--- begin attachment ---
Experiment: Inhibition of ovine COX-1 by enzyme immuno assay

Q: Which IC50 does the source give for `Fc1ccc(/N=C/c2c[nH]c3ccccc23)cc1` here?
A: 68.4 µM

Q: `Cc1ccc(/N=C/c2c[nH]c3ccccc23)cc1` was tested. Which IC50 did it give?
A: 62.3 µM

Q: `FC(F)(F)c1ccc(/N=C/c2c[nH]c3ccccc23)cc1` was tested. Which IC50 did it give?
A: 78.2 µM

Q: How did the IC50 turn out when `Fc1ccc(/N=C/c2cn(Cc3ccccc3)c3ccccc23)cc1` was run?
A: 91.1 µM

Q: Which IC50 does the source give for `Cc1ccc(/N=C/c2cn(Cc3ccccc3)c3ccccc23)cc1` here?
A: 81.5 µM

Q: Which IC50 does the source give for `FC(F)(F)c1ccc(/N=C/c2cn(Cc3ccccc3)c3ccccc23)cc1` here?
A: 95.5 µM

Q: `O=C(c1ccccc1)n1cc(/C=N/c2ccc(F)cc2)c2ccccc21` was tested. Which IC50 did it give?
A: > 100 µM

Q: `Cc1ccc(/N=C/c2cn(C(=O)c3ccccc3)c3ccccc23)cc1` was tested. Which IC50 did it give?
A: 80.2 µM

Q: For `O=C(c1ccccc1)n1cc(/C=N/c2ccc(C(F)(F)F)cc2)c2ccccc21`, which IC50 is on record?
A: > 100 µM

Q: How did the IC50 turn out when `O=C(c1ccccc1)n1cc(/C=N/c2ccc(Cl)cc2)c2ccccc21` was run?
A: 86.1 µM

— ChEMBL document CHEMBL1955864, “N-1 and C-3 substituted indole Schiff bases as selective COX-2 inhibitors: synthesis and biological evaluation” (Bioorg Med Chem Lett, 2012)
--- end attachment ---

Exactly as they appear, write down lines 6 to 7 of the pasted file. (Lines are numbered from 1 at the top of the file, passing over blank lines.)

Q: `FC(F)(F)c1ccc(/N=C/c2c[nH]c3ccccc23)cc1` was tested. Which IC50 did it give?
A: 78.2 µM